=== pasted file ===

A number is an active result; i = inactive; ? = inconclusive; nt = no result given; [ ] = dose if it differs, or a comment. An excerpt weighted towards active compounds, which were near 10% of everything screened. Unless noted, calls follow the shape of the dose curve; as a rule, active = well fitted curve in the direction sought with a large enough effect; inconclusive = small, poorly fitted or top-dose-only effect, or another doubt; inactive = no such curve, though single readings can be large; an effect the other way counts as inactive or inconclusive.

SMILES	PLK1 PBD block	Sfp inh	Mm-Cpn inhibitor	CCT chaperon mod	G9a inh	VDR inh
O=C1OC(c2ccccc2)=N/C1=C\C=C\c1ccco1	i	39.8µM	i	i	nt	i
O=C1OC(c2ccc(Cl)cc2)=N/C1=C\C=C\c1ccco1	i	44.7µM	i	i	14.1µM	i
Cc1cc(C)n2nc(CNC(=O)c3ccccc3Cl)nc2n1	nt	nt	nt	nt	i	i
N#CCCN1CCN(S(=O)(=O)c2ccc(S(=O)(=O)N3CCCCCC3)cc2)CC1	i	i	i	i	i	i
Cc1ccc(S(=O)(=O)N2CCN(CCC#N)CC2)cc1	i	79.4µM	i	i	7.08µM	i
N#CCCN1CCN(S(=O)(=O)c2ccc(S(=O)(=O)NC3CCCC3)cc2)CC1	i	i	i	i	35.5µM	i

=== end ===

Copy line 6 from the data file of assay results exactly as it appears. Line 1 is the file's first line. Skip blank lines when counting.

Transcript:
N#CCCN1CCN(S(=O)(=O)c2ccc(S(=O)(=O)N3CCCCCC3)cc2)CC1	i	i	i	i	i	i